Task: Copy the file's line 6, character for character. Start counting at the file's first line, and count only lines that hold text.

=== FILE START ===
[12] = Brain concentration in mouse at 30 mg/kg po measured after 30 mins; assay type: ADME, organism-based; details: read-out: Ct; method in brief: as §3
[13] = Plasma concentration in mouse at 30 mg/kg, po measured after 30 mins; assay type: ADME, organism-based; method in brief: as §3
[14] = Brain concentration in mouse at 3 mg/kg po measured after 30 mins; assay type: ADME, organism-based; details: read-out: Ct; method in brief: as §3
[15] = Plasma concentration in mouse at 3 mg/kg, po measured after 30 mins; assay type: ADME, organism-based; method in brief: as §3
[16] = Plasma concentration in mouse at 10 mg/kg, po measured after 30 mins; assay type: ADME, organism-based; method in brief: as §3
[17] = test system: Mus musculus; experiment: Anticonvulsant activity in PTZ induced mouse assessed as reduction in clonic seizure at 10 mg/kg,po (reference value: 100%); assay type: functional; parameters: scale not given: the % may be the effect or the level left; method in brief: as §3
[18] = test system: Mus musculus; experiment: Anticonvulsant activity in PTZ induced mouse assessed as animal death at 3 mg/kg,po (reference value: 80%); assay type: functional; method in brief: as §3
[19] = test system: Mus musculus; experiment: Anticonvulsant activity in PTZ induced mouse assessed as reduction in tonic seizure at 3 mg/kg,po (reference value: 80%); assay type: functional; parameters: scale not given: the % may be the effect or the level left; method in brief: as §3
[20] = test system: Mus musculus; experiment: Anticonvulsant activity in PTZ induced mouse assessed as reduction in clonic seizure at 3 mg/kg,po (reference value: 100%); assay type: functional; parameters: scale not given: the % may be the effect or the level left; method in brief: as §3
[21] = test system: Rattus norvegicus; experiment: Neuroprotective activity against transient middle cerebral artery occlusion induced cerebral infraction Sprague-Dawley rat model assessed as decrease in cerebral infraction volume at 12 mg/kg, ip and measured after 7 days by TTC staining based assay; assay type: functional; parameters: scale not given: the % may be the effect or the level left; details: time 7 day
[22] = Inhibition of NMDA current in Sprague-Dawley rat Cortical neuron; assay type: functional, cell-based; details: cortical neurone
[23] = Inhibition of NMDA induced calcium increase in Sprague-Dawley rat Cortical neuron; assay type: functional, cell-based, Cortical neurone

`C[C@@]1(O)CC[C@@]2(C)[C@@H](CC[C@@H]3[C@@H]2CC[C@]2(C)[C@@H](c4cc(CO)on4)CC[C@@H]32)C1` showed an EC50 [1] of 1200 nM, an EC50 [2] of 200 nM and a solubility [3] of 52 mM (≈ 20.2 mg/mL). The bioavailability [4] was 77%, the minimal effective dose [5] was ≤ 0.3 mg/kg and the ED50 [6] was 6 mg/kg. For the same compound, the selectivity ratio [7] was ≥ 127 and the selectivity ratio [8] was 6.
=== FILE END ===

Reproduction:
[17] = test system: Mus musculus; experiment: Anticonvulsant activity in PTZ induced mouse assessed as reduction in clonic seizure at 10 mg/kg,po (reference value: 100%); assay type: functional; parameters: scale not given: the % may be the effect or the level left; method in brief: as §3